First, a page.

Thesis: Cross-Cultural Studies of Gender in China Town

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Globalization's Effect On Gender Studies As Seen In Chinese Culture

Gender Prejudices in a Globalized World

Gender is an omnipresent reality that rarely stands alone; its interaction with race and social class forms the basis of future inequitable career orientation and workforce preparation," (Lakes & Carter, 2004: 190). Gender forces many into predestined roles which have been functioning within the society for years. Many immigrants within the United States are forced to deal with dual gender roles as a result of globalization and cultural immersion into American society. As I walked down Hill on a sunny Saturday afternoon I failed to realize exactly how far this extended into my frame of mind. Speaking with Nancy, a local student who lives and works in Chinatown, the problem of dealing with two gender roles became much more simplified in the idea that the United States also plays a role in the discrimination of women in a modern context. Despite the Western view that the realities of being female in a Chinese tradition remains a subservient role, many in American fail to see the similarities in our gender prejudices.

Women play a relatively insignificant role in traditional Chinese culture. They represent a subordinate role within their familial and external existences, (Zhou, 1992: 153). Traditionally, women had little influence in any aspect of their lives, even their most intimate events such as marriage were out of their hands. Female children were supposed to blindly obey their fathers. In fact, many in the Chinese culture did not even view their female family members as their own, "In the past, when Chinese women were born, their families did not recognize them as permanent members but rather as "belonging to other people" because they would eventually marry out of their natal families," (Zhou, 1992: 153). This means that little effort and resources were placed into female children's education and welfare on behalf of her biological family. Once they were married off, women were supposed to carry on the tradition of blind obedience, only replacing their new husbands in their father's previous role. This meant that women had little control over their own lives with little opportunities to sustain themselves independently.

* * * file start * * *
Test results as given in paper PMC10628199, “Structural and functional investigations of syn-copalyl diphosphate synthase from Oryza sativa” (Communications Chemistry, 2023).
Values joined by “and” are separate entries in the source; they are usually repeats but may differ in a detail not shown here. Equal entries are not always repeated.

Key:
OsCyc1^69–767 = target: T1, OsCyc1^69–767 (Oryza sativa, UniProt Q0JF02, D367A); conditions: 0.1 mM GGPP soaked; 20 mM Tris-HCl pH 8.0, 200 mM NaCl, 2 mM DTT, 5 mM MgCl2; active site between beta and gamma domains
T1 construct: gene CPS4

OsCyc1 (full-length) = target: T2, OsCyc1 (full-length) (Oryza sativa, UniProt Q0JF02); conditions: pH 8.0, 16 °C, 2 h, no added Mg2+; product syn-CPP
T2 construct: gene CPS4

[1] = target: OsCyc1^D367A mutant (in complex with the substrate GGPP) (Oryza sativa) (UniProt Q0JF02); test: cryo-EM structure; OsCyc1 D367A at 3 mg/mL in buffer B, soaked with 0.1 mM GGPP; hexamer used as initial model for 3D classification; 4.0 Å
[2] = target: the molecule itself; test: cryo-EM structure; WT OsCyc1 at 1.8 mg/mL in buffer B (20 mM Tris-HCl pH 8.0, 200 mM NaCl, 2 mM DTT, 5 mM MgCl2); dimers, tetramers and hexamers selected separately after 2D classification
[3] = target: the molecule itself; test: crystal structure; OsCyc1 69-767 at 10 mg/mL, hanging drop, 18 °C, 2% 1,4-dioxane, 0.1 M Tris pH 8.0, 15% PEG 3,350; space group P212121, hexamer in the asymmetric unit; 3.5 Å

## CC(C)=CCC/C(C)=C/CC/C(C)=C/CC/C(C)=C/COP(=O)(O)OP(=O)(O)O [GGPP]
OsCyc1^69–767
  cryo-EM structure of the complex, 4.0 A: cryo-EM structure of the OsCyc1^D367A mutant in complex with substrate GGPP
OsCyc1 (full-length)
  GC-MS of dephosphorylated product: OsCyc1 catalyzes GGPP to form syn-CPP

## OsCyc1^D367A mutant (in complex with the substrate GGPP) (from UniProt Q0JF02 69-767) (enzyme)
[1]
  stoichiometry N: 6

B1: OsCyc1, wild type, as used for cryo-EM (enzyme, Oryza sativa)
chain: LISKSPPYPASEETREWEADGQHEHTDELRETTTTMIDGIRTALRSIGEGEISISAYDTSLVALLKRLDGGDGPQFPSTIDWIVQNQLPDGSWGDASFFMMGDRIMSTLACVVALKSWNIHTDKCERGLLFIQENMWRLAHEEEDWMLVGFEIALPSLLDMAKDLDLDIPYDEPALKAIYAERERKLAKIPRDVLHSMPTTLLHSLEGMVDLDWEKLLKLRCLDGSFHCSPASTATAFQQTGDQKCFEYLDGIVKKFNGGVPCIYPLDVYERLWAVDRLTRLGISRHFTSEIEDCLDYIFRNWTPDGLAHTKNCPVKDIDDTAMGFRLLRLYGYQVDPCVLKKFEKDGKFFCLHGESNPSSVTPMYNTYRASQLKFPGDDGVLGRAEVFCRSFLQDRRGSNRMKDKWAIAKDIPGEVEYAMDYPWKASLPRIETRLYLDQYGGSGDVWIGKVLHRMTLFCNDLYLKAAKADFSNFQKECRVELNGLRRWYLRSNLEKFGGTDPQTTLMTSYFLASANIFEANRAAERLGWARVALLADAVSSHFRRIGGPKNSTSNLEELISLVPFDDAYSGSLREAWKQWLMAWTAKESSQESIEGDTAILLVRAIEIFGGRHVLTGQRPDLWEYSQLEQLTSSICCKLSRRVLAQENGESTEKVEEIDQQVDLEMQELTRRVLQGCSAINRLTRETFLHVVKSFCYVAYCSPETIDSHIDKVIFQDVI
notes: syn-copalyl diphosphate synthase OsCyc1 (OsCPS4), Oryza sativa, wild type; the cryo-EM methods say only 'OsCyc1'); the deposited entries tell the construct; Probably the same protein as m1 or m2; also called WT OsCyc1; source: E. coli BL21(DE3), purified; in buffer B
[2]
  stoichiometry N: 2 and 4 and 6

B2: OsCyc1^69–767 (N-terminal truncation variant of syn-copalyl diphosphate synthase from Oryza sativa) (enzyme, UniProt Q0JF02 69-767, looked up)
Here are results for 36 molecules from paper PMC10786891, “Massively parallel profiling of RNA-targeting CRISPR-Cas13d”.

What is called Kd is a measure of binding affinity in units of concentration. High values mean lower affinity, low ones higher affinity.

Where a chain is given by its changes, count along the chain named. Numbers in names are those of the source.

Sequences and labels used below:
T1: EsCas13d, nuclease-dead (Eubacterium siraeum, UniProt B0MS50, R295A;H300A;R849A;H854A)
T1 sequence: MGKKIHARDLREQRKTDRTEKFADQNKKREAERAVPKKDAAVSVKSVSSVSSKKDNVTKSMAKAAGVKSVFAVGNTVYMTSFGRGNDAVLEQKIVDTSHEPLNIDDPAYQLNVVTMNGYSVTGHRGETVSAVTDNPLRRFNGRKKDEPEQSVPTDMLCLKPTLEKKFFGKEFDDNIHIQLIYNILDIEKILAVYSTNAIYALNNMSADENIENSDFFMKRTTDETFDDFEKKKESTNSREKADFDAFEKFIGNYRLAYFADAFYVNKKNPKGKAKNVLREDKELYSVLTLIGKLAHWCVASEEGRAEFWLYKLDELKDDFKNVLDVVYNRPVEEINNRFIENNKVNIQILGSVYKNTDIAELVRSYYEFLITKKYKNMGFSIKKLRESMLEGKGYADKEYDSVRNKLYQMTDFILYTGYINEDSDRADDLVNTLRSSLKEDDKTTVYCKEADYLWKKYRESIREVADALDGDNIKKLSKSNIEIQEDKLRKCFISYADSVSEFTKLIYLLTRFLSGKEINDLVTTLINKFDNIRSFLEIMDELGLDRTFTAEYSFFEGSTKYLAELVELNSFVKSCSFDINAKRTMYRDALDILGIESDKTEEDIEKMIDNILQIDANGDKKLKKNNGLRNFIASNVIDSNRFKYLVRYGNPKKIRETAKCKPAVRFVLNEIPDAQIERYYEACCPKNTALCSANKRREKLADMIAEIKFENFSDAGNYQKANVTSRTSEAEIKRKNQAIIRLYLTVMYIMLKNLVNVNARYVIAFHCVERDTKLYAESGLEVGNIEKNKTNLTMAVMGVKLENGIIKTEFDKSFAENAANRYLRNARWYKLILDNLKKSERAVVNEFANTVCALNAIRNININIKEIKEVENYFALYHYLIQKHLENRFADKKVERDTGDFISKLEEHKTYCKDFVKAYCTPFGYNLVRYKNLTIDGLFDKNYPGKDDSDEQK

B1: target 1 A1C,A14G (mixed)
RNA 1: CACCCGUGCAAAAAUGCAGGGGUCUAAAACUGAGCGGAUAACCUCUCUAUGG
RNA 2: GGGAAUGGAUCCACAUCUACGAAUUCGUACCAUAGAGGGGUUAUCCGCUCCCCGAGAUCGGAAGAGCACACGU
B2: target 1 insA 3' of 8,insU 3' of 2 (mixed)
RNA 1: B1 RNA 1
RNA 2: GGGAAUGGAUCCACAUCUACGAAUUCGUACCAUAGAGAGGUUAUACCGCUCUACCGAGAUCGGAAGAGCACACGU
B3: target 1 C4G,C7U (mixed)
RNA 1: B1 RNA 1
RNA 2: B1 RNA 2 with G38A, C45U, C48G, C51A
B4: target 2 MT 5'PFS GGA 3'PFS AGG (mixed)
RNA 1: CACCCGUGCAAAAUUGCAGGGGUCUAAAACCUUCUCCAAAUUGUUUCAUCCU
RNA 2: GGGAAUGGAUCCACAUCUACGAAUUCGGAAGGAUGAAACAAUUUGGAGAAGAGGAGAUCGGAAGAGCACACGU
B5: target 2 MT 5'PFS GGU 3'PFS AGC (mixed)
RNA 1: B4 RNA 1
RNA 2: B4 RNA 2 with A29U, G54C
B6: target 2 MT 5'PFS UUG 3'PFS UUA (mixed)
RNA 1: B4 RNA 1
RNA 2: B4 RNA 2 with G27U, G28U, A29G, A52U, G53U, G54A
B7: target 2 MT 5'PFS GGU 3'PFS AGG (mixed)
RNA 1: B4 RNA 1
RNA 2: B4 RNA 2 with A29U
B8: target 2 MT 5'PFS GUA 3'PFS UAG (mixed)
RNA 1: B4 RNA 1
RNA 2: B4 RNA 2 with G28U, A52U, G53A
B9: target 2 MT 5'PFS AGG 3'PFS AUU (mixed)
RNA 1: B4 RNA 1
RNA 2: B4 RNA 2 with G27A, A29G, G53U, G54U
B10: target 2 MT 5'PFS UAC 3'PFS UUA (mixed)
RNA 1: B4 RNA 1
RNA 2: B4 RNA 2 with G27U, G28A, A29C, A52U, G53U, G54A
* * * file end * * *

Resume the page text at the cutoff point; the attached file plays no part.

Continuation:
Although many in the West tend to think that in traditional Chinese culture women were mainly confined to the context of the family household, they were actually part of the Chinese workforce long before entering into the United States. Because ancient traditions come from agricultural roots, women worked in order to increase the sustenance of the family as a whole through their help with tending crops and live stock, (Zhou, 1992: 154). Every tasks of life on a farm were shared by the women, on top of the heavy duties of keeping the household together. The main role in the life of an average woman in traditional Chinese society represented a fundamental support for the foundation of the family life.

In my walk around Los Angeles' Chinatown I spent the day speaking to several women regarding their understanding of their roles within a modern and globalized Chinese tradition. One interview particularly stood out from the rest of my conversations. A student, named Nancy Hsu, revealed to me not only the differences seen in her two combined cultures in terms of gender prejudice -- but also their similarities. Speaking to her forced me to think of the more covert gender allocations going on in the United States; and how they are hidden in disillusioned promises of equality. Nancy explained how she almost felt more comfortable in her traditional Chinese role of worker and family supporter, despite its limitations on her own ambitions, because she was not being lied to in this aspect. In modern U.S. society, however, she felt that the gender prejudice she faced was deeply hidden, and therefore also deeply disappointing.